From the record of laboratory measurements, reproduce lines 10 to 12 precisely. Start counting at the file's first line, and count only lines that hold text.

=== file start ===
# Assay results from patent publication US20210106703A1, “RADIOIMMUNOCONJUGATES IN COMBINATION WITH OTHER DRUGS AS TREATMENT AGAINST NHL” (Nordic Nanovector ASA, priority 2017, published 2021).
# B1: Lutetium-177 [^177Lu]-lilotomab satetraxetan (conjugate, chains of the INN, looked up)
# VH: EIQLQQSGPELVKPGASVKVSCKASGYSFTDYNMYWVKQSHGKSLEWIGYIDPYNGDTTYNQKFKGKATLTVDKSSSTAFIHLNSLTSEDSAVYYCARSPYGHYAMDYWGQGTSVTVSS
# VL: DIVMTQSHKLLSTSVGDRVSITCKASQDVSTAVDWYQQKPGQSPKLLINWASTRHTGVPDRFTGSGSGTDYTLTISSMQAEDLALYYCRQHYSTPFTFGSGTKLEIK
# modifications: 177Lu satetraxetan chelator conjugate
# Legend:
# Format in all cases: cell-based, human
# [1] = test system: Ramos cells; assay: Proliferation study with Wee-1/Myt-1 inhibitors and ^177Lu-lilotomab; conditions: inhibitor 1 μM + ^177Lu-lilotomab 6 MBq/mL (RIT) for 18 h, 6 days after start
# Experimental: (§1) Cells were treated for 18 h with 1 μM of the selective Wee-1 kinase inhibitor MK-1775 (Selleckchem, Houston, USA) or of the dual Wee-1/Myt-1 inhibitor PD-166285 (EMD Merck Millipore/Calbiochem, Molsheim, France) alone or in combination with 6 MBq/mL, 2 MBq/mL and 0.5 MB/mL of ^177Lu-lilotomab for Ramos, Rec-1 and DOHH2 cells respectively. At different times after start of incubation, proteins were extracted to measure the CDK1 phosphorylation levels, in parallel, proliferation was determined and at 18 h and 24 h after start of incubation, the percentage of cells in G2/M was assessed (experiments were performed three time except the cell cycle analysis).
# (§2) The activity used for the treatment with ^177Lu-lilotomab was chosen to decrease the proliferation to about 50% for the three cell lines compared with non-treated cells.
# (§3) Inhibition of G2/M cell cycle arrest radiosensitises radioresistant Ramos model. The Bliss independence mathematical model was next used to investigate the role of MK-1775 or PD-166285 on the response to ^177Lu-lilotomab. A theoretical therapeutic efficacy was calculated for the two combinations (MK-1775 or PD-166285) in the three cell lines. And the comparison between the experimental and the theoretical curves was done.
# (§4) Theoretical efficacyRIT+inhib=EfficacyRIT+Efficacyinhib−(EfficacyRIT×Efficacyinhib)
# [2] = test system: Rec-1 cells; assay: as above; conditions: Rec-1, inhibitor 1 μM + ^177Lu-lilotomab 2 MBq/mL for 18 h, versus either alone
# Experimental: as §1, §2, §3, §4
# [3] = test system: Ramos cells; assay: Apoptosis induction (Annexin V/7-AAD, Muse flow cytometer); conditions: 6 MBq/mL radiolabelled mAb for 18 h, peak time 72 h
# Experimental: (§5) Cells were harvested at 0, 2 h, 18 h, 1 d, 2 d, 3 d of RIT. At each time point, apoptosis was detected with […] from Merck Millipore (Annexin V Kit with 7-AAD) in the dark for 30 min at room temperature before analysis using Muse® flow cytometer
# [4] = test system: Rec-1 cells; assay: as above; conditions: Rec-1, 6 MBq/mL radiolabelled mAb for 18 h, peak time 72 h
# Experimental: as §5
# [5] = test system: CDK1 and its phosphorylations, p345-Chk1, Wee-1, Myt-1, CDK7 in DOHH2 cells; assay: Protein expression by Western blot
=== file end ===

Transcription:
# (§2) The activity used for the treatment with ^177Lu-lilotomab was chosen to decrease the proliferation to about 50% for the three cell lines compared with non-treated cells.
# (§3) Inhibition of G2/M cell cycle arrest radiosensitises radioresistant Ramos model. The Bliss independence mathematical model was next used to investigate the role of MK-1775 or PD-166285 on the response to ^177Lu-lilotomab. A theoretical therapeutic efficacy was calculated for the two combinations (MK-1775 or PD-166285) in the three cell lines. And the comparison between the experimental and the theoretical curves was done.
# (§4) Theoretical efficacyRIT+inhib=EfficacyRIT+Efficacyinhib−(EfficacyRIT×Efficacyinhib)